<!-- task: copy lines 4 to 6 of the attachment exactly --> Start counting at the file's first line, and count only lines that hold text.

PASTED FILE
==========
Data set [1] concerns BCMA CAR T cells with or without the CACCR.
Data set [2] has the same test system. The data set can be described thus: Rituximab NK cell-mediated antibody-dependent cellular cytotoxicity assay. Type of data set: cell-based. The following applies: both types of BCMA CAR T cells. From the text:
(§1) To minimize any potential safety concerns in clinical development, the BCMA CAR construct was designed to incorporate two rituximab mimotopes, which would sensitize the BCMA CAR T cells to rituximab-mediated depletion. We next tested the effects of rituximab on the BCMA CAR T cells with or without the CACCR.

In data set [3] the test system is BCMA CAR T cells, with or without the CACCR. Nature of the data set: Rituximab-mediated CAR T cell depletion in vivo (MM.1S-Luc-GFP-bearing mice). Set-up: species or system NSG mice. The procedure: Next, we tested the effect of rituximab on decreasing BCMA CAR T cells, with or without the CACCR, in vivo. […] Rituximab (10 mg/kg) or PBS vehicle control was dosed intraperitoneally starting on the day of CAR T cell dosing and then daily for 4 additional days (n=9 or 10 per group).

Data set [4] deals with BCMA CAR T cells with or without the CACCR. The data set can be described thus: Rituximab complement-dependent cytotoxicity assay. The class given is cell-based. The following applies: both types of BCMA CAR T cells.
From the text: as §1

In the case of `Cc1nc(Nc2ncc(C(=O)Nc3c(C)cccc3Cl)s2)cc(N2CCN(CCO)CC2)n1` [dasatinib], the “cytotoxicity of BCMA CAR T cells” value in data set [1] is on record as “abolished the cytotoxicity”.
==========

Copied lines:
In data set [3] the test system is BCMA CAR T cells, with or without the CACCR. Nature of the data set: Rituximab-mediated CAR T cell depletion in vivo (MM.1S-Luc-GFP-bearing mice). Set-up: species or system NSG mice. The procedure: Next, we tested the effect of rituximab on decreasing BCMA CAR T cells, with or without the CACCR, in vivo. […] Rituximab (10 mg/kg) or PBS vehicle control was dosed intraperitoneally starting on the day of CAR T cell dosing and then daily for 4 additional days (n=9 or 10 per group).

Data set [4] deals with BCMA CAR T cells with or without the CACCR. The data set can be described thus: Rituximab complement-dependent cytotoxicity assay. The class given is cell-based. The following applies: both types of BCMA CAR T cells.
From the text: as §1